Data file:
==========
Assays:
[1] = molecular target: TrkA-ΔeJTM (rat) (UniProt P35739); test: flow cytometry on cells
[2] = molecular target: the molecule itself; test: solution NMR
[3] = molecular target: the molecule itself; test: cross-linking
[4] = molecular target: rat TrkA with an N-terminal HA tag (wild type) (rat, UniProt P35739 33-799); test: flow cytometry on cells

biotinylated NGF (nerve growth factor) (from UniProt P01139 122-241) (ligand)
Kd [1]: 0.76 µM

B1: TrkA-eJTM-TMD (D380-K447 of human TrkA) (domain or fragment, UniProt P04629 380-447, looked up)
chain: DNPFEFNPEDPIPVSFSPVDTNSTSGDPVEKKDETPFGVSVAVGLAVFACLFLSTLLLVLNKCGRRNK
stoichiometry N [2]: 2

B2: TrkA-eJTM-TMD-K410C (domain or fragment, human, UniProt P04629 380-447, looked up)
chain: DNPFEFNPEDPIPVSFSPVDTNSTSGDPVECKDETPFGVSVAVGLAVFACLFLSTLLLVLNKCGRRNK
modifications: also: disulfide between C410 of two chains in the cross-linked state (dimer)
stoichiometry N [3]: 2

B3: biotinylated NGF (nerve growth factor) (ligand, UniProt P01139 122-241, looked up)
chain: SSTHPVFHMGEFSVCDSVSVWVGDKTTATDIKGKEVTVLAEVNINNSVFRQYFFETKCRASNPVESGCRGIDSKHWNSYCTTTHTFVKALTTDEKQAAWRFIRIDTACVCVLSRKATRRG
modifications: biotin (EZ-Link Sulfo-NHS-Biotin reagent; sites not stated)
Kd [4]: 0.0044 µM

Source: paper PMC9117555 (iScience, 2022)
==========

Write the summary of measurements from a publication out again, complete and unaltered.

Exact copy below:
Assays:
[1] = molecular target: TrkA-ΔeJTM (rat) (UniProt P35739); test: flow cytometry on cells
[2] = molecular target: the molecule itself; test: solution NMR
[3] = molecular target: the molecule itself; test: cross-linking
[4] = molecular target: rat TrkA with an N-terminal HA tag (wild type) (rat, UniProt P35739 33-799); test: flow cytometry on cells

biotinylated NGF (nerve growth factor) (from UniProt P01139 122-241) (ligand)
Kd [1]: 0.76 µM

B1: TrkA-eJTM-TMD (D380-K447 of human TrkA) (domain or fragment, UniProt P04629 380-447, looked up)
chain: DNPFEFNPEDPIPVSFSPVDTNSTSGDPVEKKDETPFGVSVAVGLAVFACLFLSTLLLVLNKCGRRNK
stoichiometry N [2]: 2

B2: TrkA-eJTM-TMD-K410C (domain or fragment, human, UniProt P04629 380-447, looked up)
chain: DNPFEFNPEDPIPVSFSPVDTNSTSGDPVECKDETPFGVSVAVGLAVFACLFLSTLLLVLNKCGRRNK
modifications: also: disulfide between C410 of two chains in the cross-linked state (dimer)
stoichiometry N [3]: 2

B3: biotinylated NGF (nerve growth factor) (ligand, UniProt P01139 122-241, looked up)
chain: SSTHPVFHMGEFSVCDSVSVWVGDKTTATDIKGKEVTVLAEVNINNSVFRQYFFETKCRASNPVESGCRGIDSKHWNSYCTTTHTFVKALTTDEKQAAWRFIRIDTACVCVLSRKATRRG
modifications: biotin (EZ-Link Sulfo-NHS-Biotin reagent; sites not stated)
Kd [4]: 0.0044 µM

Source: paper PMC9117555 (iScience, 2022)